Saturday, August 23, 2003

State incompetency

Here's yet another example of the incompetency of our state officials. A murderer serving a life sentence told the Louisiana Pardon Board that he was dying of cancer and wanted to spend the last few months of his life at home with his family. The Pardon Board accepted his story without requiring any proof and recommended that he be paroled. Governor Foster then signed the parole recommendation.

Surpirse! It turns out that the guy isn't dying of cancer after all.

The five members of the Parole Board are appointed by the governor and have a total budget of $355,781, of which $229,821 goes to salaries. That's right, these people are handsomely paid for meeting a handful times each year. For that salary, they are supposed to do the board's work on a full-time basis.

For the money that they're getting paid, you'd think that somebody would have looked in the file to see if a doctor had backed up the the convict's allegations that he was terminally ill. Nobody did.

As if all of this wasn't bad enough, the Pardon Board failed to notify the victim's relatives of the hearing, as they are required to do by law. Needless to say, they were very distressed to find out from a reporter that the convict had been given a parole recommendation.

Don't bet on any of the Pardon Board members being fired, though. Most of them were only put there because Governor Foster needed to pay off some political favors. Appointing people to state boards and commissions is one of the most powerful political tools that a Louisiana governor has at his disposal.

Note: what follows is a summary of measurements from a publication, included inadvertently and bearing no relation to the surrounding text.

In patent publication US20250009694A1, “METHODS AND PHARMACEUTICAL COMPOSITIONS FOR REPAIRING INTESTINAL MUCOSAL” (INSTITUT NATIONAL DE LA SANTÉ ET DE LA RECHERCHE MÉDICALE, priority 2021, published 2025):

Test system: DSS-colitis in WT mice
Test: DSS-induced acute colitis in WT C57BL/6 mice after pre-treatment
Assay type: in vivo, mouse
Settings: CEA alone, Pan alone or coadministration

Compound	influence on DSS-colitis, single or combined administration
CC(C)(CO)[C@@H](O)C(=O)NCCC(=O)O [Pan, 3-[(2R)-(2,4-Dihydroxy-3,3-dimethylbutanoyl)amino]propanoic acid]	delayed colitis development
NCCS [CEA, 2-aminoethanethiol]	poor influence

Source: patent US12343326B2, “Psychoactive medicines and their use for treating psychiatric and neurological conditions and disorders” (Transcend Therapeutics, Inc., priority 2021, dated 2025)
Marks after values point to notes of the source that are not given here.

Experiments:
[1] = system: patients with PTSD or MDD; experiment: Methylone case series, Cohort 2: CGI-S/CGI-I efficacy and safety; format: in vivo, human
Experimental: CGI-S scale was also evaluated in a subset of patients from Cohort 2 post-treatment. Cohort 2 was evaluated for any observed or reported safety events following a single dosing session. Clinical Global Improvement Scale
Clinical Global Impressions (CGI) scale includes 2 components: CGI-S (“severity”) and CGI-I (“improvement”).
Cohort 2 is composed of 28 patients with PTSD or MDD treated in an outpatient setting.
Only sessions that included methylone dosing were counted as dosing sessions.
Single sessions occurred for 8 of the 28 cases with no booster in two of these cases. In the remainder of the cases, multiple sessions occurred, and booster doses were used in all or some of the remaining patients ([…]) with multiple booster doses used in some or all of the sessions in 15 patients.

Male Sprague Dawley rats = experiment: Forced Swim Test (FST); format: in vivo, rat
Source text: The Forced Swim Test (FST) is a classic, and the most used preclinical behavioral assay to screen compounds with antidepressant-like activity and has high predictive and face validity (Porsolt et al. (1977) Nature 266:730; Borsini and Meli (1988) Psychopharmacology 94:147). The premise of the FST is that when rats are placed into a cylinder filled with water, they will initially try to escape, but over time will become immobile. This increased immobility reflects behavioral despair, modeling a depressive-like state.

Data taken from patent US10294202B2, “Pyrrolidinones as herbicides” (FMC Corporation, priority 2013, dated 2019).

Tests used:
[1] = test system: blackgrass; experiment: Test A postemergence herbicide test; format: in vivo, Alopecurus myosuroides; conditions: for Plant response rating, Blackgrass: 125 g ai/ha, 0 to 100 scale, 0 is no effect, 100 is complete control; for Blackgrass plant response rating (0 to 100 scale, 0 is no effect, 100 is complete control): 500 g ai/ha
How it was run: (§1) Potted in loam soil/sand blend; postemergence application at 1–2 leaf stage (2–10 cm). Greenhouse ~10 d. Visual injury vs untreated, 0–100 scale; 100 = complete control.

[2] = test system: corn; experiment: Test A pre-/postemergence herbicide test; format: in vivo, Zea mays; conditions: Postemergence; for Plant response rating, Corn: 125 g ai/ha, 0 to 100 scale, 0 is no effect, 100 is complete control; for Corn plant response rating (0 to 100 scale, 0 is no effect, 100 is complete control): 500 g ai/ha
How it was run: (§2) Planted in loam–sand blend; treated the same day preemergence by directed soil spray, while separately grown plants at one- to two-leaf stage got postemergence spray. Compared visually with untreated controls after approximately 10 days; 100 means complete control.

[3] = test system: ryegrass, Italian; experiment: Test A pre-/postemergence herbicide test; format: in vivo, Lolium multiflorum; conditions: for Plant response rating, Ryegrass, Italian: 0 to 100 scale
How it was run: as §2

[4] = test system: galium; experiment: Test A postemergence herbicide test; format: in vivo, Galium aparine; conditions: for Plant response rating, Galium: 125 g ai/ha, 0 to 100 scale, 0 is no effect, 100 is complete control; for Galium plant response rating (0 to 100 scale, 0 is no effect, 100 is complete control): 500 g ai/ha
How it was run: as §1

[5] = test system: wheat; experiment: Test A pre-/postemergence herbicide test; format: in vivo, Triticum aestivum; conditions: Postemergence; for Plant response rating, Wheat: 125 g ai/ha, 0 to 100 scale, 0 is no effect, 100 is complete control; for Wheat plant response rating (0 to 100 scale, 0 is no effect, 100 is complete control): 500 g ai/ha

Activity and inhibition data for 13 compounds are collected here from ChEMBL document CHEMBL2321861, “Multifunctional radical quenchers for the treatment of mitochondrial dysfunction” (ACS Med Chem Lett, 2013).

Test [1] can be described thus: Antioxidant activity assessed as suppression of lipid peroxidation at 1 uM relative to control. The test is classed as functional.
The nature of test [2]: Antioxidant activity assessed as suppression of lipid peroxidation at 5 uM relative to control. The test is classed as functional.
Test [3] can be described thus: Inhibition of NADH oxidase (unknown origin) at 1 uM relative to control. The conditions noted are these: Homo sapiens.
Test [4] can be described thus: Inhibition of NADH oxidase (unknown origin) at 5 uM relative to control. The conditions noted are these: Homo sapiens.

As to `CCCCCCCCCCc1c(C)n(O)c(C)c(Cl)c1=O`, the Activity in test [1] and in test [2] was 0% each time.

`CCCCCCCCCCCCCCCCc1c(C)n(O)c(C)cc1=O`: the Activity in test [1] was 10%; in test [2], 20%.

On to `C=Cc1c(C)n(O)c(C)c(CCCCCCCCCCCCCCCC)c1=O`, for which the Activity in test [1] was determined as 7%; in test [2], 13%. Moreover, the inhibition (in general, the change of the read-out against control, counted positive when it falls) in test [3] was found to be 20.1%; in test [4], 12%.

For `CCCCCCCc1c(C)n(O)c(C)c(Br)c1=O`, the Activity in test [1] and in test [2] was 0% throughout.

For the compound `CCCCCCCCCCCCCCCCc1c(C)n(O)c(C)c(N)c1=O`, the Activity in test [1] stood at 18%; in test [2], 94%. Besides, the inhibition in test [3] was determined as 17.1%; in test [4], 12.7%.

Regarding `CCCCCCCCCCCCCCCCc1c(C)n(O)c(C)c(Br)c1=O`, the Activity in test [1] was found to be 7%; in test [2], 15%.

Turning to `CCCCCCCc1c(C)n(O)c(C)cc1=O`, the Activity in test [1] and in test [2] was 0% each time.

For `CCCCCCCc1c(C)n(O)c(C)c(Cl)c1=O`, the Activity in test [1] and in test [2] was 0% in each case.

UPDATE: Of course, I guess it would have been asking too much to expect a news reporter to check on the "facts" of this guy's illness as well. I guess it's just easier to use a news article as an opportunity to criticize the board for not turning the murderer loose on the spot and to lament that the short delay could cause the him to die in prison. Pathetic.
Life as a Marine in Iraq

Today's Times-Picayune has an interesting story about the Marines working in Al Kut in Southern Iraq. This is not in the "Sunni triangle," so these Marines aren't facing a hotbed of resistance, but that doesn't mean that their work isn't deadly serious.

Friday, August 22, 2003

Louisiana Gubernatorial Update

Well, qualifying ended yesterday and the field is set. Fortunately, none of the three possible Republican candidates that I mentioned on Tuesday decided to put their name on the gubernatorial ballot. Clyde Holloway, however, provided a shocking development when he announced that he was running for lieutenant governor on a ticket with Jay Blossman.